116 3rd St SE
Cedar Rapids, Iowa 52401
Home / Year passes since Cedar Rapids murder
This story was originally published in The Gazette April 5, 2000.
A small, tidy woman, Katherine Weeks lives in a small, tidy house in southwest Cedar Rapids. Houseplants line a window in the sunny kitchen, where the refrigerator is decorated with photos of her grandchildren and their crayon artwork.
The peace lily Weeks kept from her daughter's funeral is in a front window off the living room.
"We miss her, of course," Weeks says of her daughter Judith, whose body was discovered a year ago today behind a vacant apartment house in southeast Cedar Rapids.
Judith Weeks, 44, shared a single-room apartment in a rundown house at the time of her death. She hadn't held a job for months, lived on welfare payments, and often went months without seeing her family.
"She had a lot of problems (with drinking), and she suffered from depression," Weeks says. "That had a lot to do with her other problems."
None of which eases her family's pain at her loss. In a photo on a table in her mother's living room, Judith Weeks is a pretty woman, posed with her three sisters and brother at a family wedding about 16 years ago.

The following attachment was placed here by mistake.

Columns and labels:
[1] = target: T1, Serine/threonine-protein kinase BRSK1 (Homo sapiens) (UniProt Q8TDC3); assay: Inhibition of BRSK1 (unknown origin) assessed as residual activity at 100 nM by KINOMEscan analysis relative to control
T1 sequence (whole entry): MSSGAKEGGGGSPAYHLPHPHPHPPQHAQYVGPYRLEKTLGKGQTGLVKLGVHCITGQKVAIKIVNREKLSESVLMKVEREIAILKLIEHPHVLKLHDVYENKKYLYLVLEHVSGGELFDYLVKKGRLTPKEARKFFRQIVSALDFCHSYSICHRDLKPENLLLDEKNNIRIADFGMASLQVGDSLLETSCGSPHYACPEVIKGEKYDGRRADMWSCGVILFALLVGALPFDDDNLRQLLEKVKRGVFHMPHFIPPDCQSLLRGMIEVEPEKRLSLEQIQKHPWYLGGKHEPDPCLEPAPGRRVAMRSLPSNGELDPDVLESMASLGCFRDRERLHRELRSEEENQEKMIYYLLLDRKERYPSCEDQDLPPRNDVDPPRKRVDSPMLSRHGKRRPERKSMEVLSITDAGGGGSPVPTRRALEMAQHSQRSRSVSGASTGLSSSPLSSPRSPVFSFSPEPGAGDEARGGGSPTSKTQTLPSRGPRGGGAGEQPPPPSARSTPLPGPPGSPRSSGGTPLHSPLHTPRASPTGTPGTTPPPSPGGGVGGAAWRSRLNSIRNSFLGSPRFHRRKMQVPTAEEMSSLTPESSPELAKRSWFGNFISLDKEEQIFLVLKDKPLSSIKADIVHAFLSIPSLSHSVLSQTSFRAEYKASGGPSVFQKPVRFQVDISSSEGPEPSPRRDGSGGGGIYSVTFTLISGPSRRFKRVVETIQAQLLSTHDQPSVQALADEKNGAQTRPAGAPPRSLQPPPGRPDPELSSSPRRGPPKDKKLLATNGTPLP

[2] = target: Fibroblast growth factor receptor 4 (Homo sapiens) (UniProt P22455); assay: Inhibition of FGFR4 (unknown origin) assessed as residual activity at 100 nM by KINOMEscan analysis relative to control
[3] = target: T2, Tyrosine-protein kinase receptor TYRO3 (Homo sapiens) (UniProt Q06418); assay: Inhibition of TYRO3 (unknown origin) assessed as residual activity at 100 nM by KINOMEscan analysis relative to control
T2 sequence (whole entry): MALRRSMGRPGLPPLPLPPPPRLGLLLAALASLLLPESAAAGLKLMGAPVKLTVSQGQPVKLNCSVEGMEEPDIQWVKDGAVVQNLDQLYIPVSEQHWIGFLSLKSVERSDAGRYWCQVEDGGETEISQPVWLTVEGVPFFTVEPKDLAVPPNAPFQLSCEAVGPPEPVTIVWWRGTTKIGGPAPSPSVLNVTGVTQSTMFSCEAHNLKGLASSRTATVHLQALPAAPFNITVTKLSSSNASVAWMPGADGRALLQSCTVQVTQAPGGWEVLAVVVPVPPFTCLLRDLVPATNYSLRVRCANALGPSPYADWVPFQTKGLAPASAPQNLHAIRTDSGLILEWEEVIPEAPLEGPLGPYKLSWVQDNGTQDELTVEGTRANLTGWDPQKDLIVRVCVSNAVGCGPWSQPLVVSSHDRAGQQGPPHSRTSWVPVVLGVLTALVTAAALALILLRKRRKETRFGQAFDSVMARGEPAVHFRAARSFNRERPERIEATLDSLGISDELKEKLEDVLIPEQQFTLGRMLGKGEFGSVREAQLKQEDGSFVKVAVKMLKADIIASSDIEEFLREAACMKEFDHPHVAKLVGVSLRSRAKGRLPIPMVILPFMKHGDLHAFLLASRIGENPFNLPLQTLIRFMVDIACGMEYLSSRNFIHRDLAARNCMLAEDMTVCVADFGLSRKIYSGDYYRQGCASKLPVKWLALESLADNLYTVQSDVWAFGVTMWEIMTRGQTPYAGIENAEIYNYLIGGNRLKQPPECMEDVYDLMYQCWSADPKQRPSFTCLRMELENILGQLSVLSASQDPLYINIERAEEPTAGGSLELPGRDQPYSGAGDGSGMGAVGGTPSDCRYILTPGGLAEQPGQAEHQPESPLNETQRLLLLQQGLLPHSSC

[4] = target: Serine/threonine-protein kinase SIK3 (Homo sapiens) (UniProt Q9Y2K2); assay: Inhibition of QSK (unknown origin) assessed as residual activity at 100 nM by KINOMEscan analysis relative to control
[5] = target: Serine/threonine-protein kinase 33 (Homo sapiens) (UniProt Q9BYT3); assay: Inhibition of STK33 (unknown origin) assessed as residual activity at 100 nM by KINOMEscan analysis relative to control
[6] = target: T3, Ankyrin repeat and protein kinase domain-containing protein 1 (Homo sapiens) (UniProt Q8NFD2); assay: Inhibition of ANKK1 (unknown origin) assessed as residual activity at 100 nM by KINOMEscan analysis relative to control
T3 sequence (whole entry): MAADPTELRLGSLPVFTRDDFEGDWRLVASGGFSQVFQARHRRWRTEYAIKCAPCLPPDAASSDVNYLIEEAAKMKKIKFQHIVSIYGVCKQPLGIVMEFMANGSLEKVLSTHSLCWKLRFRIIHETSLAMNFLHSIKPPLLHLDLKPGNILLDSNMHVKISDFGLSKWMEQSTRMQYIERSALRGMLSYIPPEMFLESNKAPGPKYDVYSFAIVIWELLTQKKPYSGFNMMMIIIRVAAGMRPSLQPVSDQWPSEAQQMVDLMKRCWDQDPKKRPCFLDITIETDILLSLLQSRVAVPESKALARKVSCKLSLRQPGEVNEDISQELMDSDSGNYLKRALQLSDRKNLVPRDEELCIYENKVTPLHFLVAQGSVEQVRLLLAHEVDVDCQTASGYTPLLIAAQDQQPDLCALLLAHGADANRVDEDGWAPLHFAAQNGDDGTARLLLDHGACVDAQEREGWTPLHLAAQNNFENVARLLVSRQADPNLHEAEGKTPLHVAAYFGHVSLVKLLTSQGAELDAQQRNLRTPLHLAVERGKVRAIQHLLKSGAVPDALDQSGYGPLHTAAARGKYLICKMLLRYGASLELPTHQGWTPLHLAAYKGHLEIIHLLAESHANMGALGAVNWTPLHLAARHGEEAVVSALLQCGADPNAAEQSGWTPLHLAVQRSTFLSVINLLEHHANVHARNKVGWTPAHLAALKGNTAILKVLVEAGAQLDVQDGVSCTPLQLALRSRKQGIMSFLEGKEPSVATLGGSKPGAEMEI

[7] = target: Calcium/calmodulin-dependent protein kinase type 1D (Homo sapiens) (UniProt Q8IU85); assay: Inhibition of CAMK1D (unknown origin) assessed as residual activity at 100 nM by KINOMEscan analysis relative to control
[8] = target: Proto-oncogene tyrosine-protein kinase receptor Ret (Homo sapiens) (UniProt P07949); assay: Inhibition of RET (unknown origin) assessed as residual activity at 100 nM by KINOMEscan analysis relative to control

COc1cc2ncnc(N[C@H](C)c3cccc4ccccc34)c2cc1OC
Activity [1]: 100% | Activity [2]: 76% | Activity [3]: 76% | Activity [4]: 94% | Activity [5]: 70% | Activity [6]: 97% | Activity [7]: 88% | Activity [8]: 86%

"It's quite a big hole, but we go about and do everyday things we always did," says Weeks, whose husband Everett died in 1992.
On this sunny but cool afternoon, that's baking a loaf of banana bread for an expected visit from her twin granddaughters - "We have a lot of fun. That helps." - and tending the houseplants. And she likes to take a walk every day around the Czech Village neighborhood.
"That helps a lot, to be out, you know," Weeks says.
Judith's murder remains unsolved. Her body was nude from the waist down when it was found behind 1319 Second Ave. SE, and the only apparent injury was a blow to the forehead by a "bladed object," according to court documents.
Police Capt. Glen Fox said no leads have developed over recent months, and Weeks has lost hope that her daughter's killer will be found.
"I'm inclined to think it was someone she didn't know," she says. "I don't know why I think that. I have doubts they will ever solve it. I think if they were going to solve it, they would have."
Weeks stays in touch with Judith's 16-year-old daughter, who lives with her father in Kalona, and 24-year-old son in Iowa City.
"I write the granddaughter, and I phone them both from time to time."
There are local support groups for survivors of homicide victims, but Weeks prefers her own coping mechanisms.
"I guess I'm not a person that gets good out of that," she says. "I just try to work it out myself."
The peace lily from Judith's funeral just started to bloom this week.
As she returns the plant to its place in the living room window, Weeks weeps for a brief moment.
"Such a huge hole in such a small person," she says. And then she goes on.